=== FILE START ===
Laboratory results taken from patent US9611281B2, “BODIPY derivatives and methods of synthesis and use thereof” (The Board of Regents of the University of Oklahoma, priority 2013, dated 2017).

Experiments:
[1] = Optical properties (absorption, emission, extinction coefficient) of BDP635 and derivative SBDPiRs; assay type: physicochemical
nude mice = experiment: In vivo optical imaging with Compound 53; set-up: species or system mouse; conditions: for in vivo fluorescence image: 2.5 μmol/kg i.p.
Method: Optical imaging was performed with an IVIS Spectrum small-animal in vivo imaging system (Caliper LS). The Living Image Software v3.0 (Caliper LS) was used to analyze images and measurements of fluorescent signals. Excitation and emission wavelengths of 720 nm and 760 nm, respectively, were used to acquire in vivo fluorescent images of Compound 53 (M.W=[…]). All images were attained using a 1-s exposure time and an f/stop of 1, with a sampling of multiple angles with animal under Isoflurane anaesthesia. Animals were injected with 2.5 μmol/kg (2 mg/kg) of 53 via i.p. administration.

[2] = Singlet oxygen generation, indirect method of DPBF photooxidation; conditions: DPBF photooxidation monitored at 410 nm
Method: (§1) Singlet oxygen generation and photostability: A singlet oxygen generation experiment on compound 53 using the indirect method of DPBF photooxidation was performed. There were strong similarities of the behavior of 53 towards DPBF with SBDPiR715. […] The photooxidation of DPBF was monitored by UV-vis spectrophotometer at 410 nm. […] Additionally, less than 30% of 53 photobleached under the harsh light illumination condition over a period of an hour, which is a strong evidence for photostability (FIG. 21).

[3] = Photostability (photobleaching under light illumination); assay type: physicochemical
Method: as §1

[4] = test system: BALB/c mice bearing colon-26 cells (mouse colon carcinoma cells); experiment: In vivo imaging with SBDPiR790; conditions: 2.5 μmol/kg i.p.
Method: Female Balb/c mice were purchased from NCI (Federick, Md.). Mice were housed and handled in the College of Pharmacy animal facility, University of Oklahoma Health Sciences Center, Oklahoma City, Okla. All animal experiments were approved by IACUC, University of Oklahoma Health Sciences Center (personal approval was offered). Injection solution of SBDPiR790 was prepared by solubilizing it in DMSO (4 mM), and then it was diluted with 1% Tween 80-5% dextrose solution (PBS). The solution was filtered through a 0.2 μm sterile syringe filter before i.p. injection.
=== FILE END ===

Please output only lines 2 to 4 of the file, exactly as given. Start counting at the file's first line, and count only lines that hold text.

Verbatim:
Experiments:
[1] = Optical properties (absorption, emission, extinction coefficient) of BDP635 and derivative SBDPiRs; assay type: physicochemical
nude mice = experiment: In vivo optical imaging with Compound 53; set-up: species or system mouse; conditions: for in vivo fluorescence image: 2.5 μmol/kg i.p.